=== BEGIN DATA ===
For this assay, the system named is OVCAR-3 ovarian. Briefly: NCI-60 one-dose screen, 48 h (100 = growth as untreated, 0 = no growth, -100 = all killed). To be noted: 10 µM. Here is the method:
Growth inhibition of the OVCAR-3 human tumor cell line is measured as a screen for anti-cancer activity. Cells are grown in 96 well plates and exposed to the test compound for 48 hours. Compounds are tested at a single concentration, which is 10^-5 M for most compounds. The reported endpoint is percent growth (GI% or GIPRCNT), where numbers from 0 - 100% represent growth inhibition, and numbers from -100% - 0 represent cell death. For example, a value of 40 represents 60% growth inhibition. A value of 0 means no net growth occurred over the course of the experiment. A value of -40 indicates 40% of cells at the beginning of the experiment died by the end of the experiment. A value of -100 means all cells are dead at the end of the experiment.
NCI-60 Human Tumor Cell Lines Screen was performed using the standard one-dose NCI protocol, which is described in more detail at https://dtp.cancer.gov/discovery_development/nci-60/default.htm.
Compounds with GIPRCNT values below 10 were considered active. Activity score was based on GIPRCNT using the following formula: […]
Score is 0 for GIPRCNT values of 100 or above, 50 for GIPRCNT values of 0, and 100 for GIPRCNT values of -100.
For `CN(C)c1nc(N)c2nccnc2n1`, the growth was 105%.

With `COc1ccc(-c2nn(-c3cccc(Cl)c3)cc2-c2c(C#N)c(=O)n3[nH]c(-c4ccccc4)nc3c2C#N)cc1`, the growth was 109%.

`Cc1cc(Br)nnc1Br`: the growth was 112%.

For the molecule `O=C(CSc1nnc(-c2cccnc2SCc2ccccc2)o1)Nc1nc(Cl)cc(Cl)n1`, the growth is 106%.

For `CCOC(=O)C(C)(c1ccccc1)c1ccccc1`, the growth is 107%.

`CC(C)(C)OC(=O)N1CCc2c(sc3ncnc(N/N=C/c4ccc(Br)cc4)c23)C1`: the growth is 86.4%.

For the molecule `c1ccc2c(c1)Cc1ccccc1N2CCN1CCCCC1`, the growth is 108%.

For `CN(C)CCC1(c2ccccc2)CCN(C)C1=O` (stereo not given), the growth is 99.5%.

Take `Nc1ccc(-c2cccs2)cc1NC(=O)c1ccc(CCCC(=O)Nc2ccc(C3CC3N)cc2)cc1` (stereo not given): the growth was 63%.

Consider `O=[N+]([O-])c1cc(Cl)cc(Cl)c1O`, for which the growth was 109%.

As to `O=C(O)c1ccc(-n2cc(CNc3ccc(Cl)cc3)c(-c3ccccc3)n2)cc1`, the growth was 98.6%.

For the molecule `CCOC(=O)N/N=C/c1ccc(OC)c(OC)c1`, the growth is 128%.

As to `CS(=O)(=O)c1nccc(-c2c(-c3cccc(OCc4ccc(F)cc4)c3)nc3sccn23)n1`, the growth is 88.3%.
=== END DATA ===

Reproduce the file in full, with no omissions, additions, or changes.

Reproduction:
For this assay, the system named is OVCAR-3 ovarian. Briefly: NCI-60 one-dose screen, 48 h (100 = growth as untreated, 0 = no growth, -100 = all killed). To be noted: 10 µM. Here is the method:
Growth inhibition of the OVCAR-3 human tumor cell line is measured as a screen for anti-cancer activity. Cells are grown in 96 well plates and exposed to the test compound for 48 hours. Compounds are tested at a single concentration, which is 10^-5 M for most compounds. The reported endpoint is percent growth (GI% or GIPRCNT), where numbers from 0 - 100% represent growth inhibition, and numbers from -100% - 0 represent cell death. For example, a value of 40 represents 60% growth inhibition. A value of 0 means no net growth occurred over the course of the experiment. A value of -40 indicates 40% of cells at the beginning of the experiment died by the end of the experiment. A value of -100 means all cells are dead at the end of the experiment.
NCI-60 Human Tumor Cell Lines Screen was performed using the standard one-dose NCI protocol, which is described in more detail at https://dtp.cancer.gov/discovery_development/nci-60/default.htm.
Compounds with GIPRCNT values below 10 were considered active. Activity score was based on GIPRCNT using the following formula: […]
Score is 0 for GIPRCNT values of 100 or above, 50 for GIPRCNT values of 0, and 100 for GIPRCNT values of -100.
For `CN(C)c1nc(N)c2nccnc2n1`, the growth was 105%.

With `COc1ccc(-c2nn(-c3cccc(Cl)c3)cc2-c2c(C#N)c(=O)n3[nH]c(-c4ccccc4)nc3c2C#N)cc1`, the growth was 109%.

`Cc1cc(Br)nnc1Br`: the growth was 112%.

For the molecule `O=C(CSc1nnc(-c2cccnc2SCc2ccccc2)o1)Nc1nc(Cl)cc(Cl)n1`, the growth is 106%.

For `CCOC(=O)C(C)(c1ccccc1)c1ccccc1`, the growth is 107%.

`CC(C)(C)OC(=O)N1CCc2c(sc3ncnc(N/N=C/c4ccc(Br)cc4)c23)C1`: the growth is 86.4%.

For the molecule `c1ccc2c(c1)Cc1ccccc1N2CCN1CCCCC1`, the growth is 108%.

For `CN(C)CCC1(c2ccccc2)CCN(C)C1=O` (stereo not given), the growth is 99.5%.

Take `Nc1ccc(-c2cccs2)cc1NC(=O)c1ccc(CCCC(=O)Nc2ccc(C3CC3N)cc2)cc1` (stereo not given): the growth was 63%.

Consider `O=[N+]([O-])c1cc(Cl)cc(Cl)c1O`, for which the growth was 109%.

As to `O=C(O)c1ccc(-n2cc(CNc3ccc(Cl)cc3)c(-c3ccccc3)n2)cc1`, the growth was 98.6%.

For the molecule `CCOC(=O)N/N=C/c1ccc(OC)c(OC)c1`, the growth is 128%.

As to `CS(=O)(=O)c1nccc(-c2c(-c3cccc(OCc4ccc(F)cc4)c3)nc3sccn23)n1`, the growth is 88.3%.